In a series of reaction to this incident, newspapers in Pakistan carried sharp editorials against the army and ISI reaction. The self denial statement of Pakistani Prime Minister that the entire world should share the blame for the intelligence failure was repudiated in western media. The situation is going worse in Pakistan and the wave of jubilation across the US and Europe at Osama's death is also not discernable. People ask why Pakistan considers non-state actors, like Afghani Taliban as strategic assets.

Why it allows terror networks on its soil and why the country provide terror training facilities to such groups. Intellectual and diplomatic circles understand that this policy of indirect interference of the Pakistani government and the army brought nothing in positive but shame. Having destabilizing neighboring states through these irregular forces badly isolated the country. Now Pakistani citizens demand this misunderstood policy must be changed and coordinated effort should be undertaken to make free Pakistan of its bondage to the concept of a restrictive, misunderstood and violent Islam.

The death of Osama bin Laden and his presence in the country for a long time enraged Pakistanis to challenge their leadership. Pakistan's Pashtun and Punjabi Taliban networks both in Punjab and Khyber Pakhtunkhwa put the civil and military establishment at the top of their hit list. Army came under constant threat from Al-Qaeda and Taliban. To clear the position of army and ISI on the U.S Abbottabad operation, ISI chief met the CIA station chief in Pakistan first, and then set out to Washington for further Asherwad from President Obama and his friends.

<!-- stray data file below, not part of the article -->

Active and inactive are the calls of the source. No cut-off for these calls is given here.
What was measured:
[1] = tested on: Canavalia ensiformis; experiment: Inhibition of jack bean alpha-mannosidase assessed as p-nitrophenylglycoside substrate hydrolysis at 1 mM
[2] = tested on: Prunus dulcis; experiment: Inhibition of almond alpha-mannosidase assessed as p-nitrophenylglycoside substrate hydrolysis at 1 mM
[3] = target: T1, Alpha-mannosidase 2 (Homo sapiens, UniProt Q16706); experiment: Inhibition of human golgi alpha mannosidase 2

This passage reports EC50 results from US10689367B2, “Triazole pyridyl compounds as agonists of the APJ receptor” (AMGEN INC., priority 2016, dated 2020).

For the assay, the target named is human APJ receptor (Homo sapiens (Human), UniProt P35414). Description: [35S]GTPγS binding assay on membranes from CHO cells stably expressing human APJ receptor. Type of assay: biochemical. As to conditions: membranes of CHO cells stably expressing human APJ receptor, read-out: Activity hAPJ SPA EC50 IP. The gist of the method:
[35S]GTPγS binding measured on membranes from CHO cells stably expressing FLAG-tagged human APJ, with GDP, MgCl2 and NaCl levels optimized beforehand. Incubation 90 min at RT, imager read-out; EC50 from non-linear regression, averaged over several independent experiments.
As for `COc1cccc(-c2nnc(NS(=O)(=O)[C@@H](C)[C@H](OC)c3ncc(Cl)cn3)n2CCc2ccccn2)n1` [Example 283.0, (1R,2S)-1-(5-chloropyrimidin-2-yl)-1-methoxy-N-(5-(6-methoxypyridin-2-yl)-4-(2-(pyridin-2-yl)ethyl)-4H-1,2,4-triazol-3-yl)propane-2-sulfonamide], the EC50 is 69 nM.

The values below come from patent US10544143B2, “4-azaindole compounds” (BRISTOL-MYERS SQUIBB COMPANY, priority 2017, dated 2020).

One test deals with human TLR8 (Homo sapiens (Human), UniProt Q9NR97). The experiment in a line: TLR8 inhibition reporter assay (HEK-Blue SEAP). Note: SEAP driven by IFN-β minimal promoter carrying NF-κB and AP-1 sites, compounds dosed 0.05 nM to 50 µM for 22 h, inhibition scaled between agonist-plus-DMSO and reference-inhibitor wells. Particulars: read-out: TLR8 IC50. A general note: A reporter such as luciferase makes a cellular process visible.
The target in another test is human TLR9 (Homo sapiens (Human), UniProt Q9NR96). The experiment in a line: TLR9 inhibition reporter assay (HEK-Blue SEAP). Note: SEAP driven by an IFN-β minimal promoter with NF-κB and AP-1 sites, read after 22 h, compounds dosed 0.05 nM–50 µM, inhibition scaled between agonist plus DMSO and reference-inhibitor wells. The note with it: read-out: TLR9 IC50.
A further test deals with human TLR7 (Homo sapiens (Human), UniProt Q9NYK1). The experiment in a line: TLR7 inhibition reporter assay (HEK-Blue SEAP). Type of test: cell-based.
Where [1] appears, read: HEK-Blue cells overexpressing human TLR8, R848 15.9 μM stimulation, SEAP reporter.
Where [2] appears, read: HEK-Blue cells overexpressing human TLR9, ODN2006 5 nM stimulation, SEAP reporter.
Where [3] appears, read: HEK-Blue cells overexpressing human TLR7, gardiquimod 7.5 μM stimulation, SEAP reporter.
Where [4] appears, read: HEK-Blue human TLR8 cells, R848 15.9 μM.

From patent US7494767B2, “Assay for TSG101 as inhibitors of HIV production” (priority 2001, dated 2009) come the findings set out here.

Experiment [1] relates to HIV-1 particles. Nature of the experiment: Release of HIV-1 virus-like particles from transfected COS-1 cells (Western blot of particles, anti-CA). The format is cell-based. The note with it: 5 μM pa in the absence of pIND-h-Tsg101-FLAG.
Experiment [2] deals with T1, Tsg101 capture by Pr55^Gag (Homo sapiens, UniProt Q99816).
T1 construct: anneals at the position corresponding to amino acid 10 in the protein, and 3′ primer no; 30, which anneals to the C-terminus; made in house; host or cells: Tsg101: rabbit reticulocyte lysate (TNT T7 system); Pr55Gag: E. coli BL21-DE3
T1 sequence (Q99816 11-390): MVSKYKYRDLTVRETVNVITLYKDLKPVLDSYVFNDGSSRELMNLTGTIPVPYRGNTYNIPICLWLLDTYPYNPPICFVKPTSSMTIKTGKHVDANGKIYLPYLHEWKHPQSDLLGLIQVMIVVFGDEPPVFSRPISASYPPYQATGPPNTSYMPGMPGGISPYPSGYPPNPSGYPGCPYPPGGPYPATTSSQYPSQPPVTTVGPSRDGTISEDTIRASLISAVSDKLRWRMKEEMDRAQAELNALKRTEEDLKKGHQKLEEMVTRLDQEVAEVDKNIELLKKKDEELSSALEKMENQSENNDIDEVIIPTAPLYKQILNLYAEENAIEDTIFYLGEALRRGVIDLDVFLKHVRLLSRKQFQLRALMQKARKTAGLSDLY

Pak-US relations may further deteriorate as American tax payers are pressing President Obama to pressure Pakistan for do more. The US, UK and international community now came to known that Pakistan used double-edged sword in war on terror. Since 2001, the US governments, Central Intelligence Agency (CIA) and international community have been accusing Pakistan, for protecting and sheltering bin Laden but civilian military establishment in Pakistan, on the contrary, has constantly denied this accusation. President Hamid Karzai has already cried that war on terror should not be fought in Afghanistan but in Pakistan.

Experts say, in future, attacks on US forces in Afghanistan would continue, because extremist groups have already sent threatening messages to conduct attacks over the arrests and deaths of key figures. Now the main question is that what would be the level of cooperation between US and Pakistani intelligence agencies and how they can rebuild trust deficits. Now after the death of Osama bin Laden, Pakistan is facing one of its worst crises. The situation on Afghan border has become alarming and the increasing drone attacks further enraged the Pashtun population of FATA and Waziristan regions. Poverty and unemployment benefit Taliban insurgency.

The social and physical infrastructure of the country, which forms the backbone of the economy, is in a deplorable state. Finally, international community understands that war in Afghanistan and military operation in Pakistan is critical in the war against terrorism. Both the states surrender to the extremist forces would mean leaving the fate of the war undecided.

Musa Khan Jalalzai is the executive editor of the Daily Outlook Afghanistan and author of Punjabi Taliban, he can be reached at: zai.musakhan 222@gmail.com.